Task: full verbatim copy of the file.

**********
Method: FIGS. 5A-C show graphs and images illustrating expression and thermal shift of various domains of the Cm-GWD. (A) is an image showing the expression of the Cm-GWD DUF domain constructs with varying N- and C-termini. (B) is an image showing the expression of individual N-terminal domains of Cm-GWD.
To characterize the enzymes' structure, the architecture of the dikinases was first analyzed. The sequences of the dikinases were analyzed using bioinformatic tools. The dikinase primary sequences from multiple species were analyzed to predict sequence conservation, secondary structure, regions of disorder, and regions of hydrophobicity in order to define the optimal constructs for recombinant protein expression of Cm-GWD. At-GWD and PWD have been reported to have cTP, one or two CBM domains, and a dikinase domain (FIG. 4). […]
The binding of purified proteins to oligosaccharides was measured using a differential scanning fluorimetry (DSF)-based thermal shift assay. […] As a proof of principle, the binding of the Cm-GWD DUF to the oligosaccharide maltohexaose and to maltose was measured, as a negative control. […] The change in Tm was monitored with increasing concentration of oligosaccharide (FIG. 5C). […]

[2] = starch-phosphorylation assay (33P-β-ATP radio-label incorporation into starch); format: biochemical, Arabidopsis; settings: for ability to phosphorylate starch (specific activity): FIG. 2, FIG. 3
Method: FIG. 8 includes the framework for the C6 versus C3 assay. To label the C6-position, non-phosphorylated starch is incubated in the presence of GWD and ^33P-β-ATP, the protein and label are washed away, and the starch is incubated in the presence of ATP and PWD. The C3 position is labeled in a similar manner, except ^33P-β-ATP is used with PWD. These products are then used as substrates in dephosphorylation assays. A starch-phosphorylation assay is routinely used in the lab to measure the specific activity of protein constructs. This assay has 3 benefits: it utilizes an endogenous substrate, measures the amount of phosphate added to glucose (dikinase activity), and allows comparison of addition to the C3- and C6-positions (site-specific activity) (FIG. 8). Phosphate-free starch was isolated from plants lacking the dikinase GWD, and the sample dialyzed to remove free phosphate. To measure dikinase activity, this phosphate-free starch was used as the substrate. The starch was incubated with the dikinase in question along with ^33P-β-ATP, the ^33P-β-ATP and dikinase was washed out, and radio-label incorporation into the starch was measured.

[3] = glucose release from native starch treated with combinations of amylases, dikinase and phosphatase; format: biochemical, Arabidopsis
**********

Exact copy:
Method: FIGS. 5A-C show graphs and images illustrating expression and thermal shift of various domains of the Cm-GWD. (A) is an image showing the expression of the Cm-GWD DUF domain constructs with varying N- and C-termini. (B) is an image showing the expression of individual N-terminal domains of Cm-GWD.
To characterize the enzymes' structure, the architecture of the dikinases was first analyzed. The sequences of the dikinases were analyzed using bioinformatic tools. The dikinase primary sequences from multiple species were analyzed to predict sequence conservation, secondary structure, regions of disorder, and regions of hydrophobicity in order to define the optimal constructs for recombinant protein expression of Cm-GWD. At-GWD and PWD have been reported to have cTP, one or two CBM domains, and a dikinase domain (FIG. 4). […]
The binding of purified proteins to oligosaccharides was measured using a differential scanning fluorimetry (DSF)-based thermal shift assay. […] As a proof of principle, the binding of the Cm-GWD DUF to the oligosaccharide maltohexaose and to maltose was measured, as a negative control. […] The change in Tm was monitored with increasing concentration of oligosaccharide (FIG. 5C). […]

[2] = starch-phosphorylation assay (33P-β-ATP radio-label incorporation into starch); format: biochemical, Arabidopsis; settings: for ability to phosphorylate starch (specific activity): FIG. 2, FIG. 3
Method: FIG. 8 includes the framework for the C6 versus C3 assay. To label the C6-position, non-phosphorylated starch is incubated in the presence of GWD and ^33P-β-ATP, the protein and label are washed away, and the starch is incubated in the presence of ATP and PWD. The C3 position is labeled in a similar manner, except ^33P-β-ATP is used with PWD. These products are then used as substrates in dephosphorylation assays. A starch-phosphorylation assay is routinely used in the lab to measure the specific activity of protein constructs. This assay has 3 benefits: it utilizes an endogenous substrate, measures the amount of phosphate added to glucose (dikinase activity), and allows comparison of addition to the C3- and C6-positions (site-specific activity) (FIG. 8). Phosphate-free starch was isolated from plants lacking the dikinase GWD, and the sample dialyzed to remove free phosphate. To measure dikinase activity, this phosphate-free starch was used as the substrate. The starch was incubated with the dikinase in question along with ^33P-β-ATP, the ^33P-β-ATP and dikinase was washed out, and radio-label incorporation into the starch was measured.

[3] = glucose release from native starch treated with combinations of amylases, dikinase and phosphatase; format: biochemical, Arabidopsis